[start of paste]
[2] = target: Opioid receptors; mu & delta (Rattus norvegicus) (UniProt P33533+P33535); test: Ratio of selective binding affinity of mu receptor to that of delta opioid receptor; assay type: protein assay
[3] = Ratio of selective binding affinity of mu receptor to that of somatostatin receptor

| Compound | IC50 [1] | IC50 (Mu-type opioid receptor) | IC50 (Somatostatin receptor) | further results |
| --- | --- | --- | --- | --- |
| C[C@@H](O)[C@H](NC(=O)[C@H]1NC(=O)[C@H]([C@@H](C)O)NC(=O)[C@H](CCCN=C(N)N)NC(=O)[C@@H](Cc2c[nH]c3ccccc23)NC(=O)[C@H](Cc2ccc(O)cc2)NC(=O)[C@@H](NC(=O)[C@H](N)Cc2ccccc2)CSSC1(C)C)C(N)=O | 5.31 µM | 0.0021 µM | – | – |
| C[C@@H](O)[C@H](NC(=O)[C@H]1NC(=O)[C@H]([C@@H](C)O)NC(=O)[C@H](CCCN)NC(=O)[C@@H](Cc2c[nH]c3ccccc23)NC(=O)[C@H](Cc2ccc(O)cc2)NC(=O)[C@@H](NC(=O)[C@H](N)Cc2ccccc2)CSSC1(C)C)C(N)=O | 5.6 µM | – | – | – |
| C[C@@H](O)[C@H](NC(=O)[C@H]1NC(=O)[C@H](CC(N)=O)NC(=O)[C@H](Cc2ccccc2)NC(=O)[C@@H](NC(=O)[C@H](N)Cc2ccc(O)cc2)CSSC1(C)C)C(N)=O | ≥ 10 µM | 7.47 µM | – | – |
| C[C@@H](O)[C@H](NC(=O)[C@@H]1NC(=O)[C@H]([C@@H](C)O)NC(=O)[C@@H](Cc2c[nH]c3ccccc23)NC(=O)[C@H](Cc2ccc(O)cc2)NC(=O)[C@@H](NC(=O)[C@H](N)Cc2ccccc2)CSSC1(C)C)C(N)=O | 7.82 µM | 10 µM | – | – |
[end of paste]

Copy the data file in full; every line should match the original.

[2] = target: Opioid receptors; mu & delta (Rattus norvegicus) (UniProt P33533+P33535); test: Ratio of selective binding affinity of mu receptor to that of delta opioid receptor; assay type: protein assay
[3] = Ratio of selective binding affinity of mu receptor to that of somatostatin receptor

| Compound | IC50 [1] | IC50 (Mu-type opioid receptor) | IC50 (Somatostatin receptor) | further results |
| --- | --- | --- | --- | --- |
| C[C@@H](O)[C@H](NC(=O)[C@H]1NC(=O)[C@H]([C@@H](C)O)NC(=O)[C@H](CCCN=C(N)N)NC(=O)[C@@H](Cc2c[nH]c3ccccc23)NC(=O)[C@H](Cc2ccc(O)cc2)NC(=O)[C@@H](NC(=O)[C@H](N)Cc2ccccc2)CSSC1(C)C)C(N)=O | 5.31 µM | 0.0021 µM | – | – |
| C[C@@H](O)[C@H](NC(=O)[C@H]1NC(=O)[C@H]([C@@H](C)O)NC(=O)[C@H](CCCN)NC(=O)[C@@H](Cc2c[nH]c3ccccc23)NC(=O)[C@H](Cc2ccc(O)cc2)NC(=O)[C@@H](NC(=O)[C@H](N)Cc2ccccc2)CSSC1(C)C)C(N)=O | 5.6 µM | – | – | – |
| C[C@@H](O)[C@H](NC(=O)[C@H]1NC(=O)[C@H](CC(N)=O)NC(=O)[C@H](Cc2ccccc2)NC(=O)[C@@H](NC(=O)[C@H](N)Cc2ccc(O)cc2)CSSC1(C)C)C(N)=O | ≥ 10 µM | 7.47 µM | – | – |
| C[C@@H](O)[C@H](NC(=O)[C@@H]1NC(=O)[C@H]([C@@H](C)O)NC(=O)[C@@H](Cc2c[nH]c3ccccc23)NC(=O)[C@H](Cc2ccc(O)cc2)NC(=O)[C@@H](NC(=O)[C@H](N)Cc2ccccc2)CSSC1(C)C)C(N)=O | 7.82 µM | 10 µM | – | – |